Mainland Catch not only aims to help anglers stay within catch limits, but also uses “citizen science” to gather much-needed data on New Zealand’s fisheries.
The official launch of the app took place on Friday at the Tautuku Fishing Club in Dunedin.
It is the result of a collaboration between Fish Mainland, Fisheries New Zealand and Plink Software, with funding from the Ministry for Primary Industries Sustainable Food & Fiber Futures and the Myers Foundation Trust.
Fish Mainland manager and Tautuku Fishing Club president Brett Bensemann said the app will help recreational anglers navigate the National Blue Cod Strategy’s traffic light system.
Blue cod catch limits are set at different numbers around the coast nationwide, depending on which color an area has been designated.
Dunedin sits on the border of two categories.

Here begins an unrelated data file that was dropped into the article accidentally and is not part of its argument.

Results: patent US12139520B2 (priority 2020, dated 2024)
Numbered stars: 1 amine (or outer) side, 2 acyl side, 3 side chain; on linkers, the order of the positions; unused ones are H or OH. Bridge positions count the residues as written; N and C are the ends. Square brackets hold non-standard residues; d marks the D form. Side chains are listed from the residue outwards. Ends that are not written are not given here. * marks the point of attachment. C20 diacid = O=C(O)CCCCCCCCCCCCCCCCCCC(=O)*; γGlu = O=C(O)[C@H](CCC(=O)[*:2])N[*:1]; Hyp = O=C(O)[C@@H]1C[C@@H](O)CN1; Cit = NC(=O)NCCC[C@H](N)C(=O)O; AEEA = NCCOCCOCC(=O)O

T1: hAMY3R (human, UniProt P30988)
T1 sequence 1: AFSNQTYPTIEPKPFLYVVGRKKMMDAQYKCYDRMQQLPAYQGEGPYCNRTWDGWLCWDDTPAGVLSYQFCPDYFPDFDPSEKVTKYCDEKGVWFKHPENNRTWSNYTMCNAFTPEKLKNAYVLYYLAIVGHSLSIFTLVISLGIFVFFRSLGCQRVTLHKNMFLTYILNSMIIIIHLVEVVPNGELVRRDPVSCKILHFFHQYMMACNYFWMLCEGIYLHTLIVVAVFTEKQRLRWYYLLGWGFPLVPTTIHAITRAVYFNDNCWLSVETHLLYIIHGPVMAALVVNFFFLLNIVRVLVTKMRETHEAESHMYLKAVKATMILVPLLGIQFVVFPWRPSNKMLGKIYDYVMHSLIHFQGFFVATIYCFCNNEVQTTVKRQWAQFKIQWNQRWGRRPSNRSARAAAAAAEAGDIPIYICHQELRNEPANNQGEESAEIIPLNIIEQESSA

While Otago Harbor is in the orange zone with a daily limit of 10 fish per person, those heading south from Taiaroa Head pass through the green zone, where the limit is 15.
“When you’ve fished in a green zone and you’ve logged your fish in a green zone, the app will say it was caught in a green zone,” Bensemann said.
When fishermen then bring their catch into an orange zone, they would then have proof that they had complied with the regulations.
People could also log the fish they caught and released, he said.
However, it is believed that the most important aspect of the app was the ability for recreational anglers to establish a database which has been lacking until now.
The information that could now be recorded would be useful in determining the need for marine reserves or closed areas, he said.
“It’s voluntary, but if you start using the app, you start to see the need for data – there’s definitely a need for recreational data.”
It was also a safety feature, he said.
If someone didn’t return from a fishing trip as planned, the app would show when and where they used the app.
It was easy to use and roadshows would also be held to introduce people to the app, he said.
The app was to be expanded to help improve other areas, such as paua management in Kaikoura.
“There are huge possibilities in the future.”